The problem with education and how dollars have been used in busing is only part of the problem where we have had the wolf guarding the hen house.
You do not have to look far just look at self serving public employees unions, teachers/education unions, the governor, the legislature, the state head of education, and all of the school boards, to explain some of this.
It again it tells you why why we have a "Chalkboard Project" and that is to try to stop some of this pervasive BS that is taking money away from the classrooms and kids.
Good Land use Planning, a lot of Common Sense and a reasonable understanding of good businesses practices would help. But it has just been hard to find that in Salem, Metro and the City of Portland
October 10, 2006 1:51 PM
dick BARNARD Says:
I commuted to school by walking to the streetcar stop and a fairly long walk from 14th Ave stop to Washington HSW, every day of my high school life, did not mind, many of the deep rural schools do require an extensive bus system to serve their students, a fact of life, and is paid for by their local property taxes, leave the existing working system alone....
October 10, 2006 2:13 PM
Ross Williams Says:
many of the deep rural schools do require an extensive bus system to serve their students, a fact of life, and is paid for by their local property taxes, leave the existing working system alone....
I don't believe this is true. My understanding was that transportation costs, like other educatoin costs, are largely paid by the state, not local property taxes. So you have a rural lifestyle that is getting very large subsidies from urban taxpayers.
October 10, 2006 5:07 PM
Michael Wilson Says:
Not quite the same, but on a related issue. As I recall in 2003 the Oregon health plan paid trimet something like $10 million to transport patients. Might be helpful to look at way to improve that.
October 11, 2006 11:09 PM
Terry Parker Says:
A “Terry, can I read that to mean you would favor City regulations to require more diversity of housing unit types in new development?”
B The simple answer is yes, however the issue is more complicated that that. Instead of all the studios and one bedroom units, in general, more family friendly housing needs to be constructed in Portland that has three bedrooms or more, and attached play yards for children with green and open spaces. There also needs to be more new single family home construction within Portland.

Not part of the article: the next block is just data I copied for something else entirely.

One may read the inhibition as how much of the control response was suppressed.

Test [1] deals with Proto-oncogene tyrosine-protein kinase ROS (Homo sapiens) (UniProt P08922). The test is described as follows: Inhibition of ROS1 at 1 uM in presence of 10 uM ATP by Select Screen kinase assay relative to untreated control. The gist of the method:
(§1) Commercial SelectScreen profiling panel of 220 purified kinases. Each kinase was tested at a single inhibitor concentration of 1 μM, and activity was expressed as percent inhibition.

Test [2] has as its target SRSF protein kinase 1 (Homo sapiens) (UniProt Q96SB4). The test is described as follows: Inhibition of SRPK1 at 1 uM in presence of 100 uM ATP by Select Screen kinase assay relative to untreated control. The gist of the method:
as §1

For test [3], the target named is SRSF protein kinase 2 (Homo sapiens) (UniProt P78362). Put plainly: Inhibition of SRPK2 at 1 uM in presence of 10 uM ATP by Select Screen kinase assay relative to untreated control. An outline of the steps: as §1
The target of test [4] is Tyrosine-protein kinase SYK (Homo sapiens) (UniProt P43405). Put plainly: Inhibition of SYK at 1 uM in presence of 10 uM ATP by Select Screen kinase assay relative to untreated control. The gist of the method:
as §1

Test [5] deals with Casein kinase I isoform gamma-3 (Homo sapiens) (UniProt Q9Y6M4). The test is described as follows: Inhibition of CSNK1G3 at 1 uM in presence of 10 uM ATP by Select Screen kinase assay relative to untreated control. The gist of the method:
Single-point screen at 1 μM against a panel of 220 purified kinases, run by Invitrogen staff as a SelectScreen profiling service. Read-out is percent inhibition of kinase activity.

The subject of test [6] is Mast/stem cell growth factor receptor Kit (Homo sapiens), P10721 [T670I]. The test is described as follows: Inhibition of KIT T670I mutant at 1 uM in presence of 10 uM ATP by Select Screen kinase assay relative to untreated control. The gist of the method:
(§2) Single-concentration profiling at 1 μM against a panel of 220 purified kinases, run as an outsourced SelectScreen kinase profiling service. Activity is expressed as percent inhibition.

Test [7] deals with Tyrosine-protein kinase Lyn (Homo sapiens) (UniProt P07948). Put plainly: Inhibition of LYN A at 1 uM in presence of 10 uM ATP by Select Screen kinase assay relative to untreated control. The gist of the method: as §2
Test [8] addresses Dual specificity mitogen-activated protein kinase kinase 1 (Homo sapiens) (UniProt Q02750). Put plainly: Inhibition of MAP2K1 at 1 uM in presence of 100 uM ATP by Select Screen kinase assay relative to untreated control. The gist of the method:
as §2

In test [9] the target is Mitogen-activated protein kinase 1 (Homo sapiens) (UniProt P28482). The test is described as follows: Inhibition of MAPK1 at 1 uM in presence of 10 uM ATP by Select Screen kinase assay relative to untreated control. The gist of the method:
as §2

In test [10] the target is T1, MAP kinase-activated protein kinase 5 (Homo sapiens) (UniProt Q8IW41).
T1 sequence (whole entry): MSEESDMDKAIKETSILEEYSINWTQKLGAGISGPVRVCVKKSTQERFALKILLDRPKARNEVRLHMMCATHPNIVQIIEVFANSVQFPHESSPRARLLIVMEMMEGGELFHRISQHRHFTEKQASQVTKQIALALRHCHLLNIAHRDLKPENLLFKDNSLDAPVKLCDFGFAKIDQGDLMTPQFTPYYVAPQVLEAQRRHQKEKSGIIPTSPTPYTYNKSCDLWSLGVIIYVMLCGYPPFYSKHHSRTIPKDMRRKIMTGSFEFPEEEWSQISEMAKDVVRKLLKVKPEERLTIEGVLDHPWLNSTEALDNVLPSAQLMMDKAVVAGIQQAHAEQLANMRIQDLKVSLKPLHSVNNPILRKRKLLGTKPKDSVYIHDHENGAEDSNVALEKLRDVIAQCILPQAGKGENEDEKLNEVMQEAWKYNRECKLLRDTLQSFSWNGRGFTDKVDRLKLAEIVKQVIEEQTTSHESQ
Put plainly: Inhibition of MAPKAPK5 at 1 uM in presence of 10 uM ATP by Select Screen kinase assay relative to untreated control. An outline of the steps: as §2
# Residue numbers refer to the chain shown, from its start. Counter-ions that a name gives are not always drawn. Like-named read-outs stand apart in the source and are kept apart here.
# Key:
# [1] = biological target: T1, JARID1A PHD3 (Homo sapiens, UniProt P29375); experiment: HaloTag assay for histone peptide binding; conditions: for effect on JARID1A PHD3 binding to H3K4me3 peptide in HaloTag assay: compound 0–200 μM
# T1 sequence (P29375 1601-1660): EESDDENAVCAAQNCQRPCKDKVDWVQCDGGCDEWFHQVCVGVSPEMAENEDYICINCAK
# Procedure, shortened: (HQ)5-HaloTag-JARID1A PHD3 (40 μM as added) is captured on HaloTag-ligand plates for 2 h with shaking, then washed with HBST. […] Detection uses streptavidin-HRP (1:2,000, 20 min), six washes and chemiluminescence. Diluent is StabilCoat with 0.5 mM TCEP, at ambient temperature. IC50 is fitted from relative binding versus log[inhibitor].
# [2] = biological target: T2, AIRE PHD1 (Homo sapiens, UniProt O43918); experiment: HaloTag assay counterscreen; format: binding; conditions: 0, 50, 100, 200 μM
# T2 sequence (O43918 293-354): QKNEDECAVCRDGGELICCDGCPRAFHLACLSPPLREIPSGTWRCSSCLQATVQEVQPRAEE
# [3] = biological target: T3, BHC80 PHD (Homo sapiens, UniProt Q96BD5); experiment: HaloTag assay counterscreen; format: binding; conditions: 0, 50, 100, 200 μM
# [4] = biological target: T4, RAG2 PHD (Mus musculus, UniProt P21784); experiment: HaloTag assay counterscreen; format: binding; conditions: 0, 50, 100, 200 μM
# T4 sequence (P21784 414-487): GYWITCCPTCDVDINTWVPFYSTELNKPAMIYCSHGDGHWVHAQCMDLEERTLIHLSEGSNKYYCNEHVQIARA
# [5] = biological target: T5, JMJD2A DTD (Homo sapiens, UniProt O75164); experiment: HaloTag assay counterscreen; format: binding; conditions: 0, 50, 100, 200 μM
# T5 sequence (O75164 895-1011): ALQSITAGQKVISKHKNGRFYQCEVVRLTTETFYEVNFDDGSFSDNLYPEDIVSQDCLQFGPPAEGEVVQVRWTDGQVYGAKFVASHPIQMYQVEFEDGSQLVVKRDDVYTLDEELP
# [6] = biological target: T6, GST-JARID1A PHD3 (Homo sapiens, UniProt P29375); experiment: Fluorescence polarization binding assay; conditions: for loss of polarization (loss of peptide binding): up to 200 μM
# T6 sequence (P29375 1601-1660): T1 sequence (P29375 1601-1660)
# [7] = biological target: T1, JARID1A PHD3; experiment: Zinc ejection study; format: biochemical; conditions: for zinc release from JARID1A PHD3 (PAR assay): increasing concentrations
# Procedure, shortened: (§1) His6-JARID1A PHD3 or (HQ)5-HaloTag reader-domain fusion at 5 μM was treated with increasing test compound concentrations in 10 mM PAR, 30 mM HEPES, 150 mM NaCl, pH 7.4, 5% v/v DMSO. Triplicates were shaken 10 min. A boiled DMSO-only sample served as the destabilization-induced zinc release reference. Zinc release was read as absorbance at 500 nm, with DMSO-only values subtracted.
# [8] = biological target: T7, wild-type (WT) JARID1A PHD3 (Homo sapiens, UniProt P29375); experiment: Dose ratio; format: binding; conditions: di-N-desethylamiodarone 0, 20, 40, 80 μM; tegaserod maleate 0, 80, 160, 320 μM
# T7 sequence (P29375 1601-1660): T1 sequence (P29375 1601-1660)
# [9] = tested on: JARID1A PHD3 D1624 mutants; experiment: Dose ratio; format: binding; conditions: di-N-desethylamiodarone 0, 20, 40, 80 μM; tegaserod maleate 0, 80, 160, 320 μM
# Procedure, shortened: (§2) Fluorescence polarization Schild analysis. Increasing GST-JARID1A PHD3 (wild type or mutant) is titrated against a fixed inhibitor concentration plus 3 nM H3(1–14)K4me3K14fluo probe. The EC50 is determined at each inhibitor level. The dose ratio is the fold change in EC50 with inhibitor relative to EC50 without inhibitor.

A “You do not have to look far just look at self serving public employees unions, teachers/education unions, the governor, the legislature, the state head of education, and all of the school boards, to explain some of this.”
B This could be called the fleecing of taxpayers. In today’s Oregonian there is an article about how the Beaverton School District plans to replace their entire bus fleet over the next eleven years, 330 busses with a cost to the district of 12 million dollars. The Oregon Department of Education will pay 29 million dollars coming from the statewide pool for classroom spending. One reasons cited for the replacement is the district “hopes” to reduce maintenance costs. The new busses however may not be more fuel efficient. My feeling is if it isn’t broken, it doesn’t need fixing. Not everything has to be brandy new either. This bus replacement program could also be called the fleecing of taxpayers.
October 12, 2006 3:46 PM
Jason McHuff Says:
Isn't one of the Portland City Commissioners trying to get some money to encourage families to live in inner Portland?
Overall, it seems like a waste to have districts that can't build classrooms fast enough while schools in other, nearby districts are closing. Adding the school buses that the new schools are more likely to need (since the suburbs are less walkable and they can't use TriMet as a substitute like Portland can) just makes it worse. You can thank the home builders who block school system development charges for this one.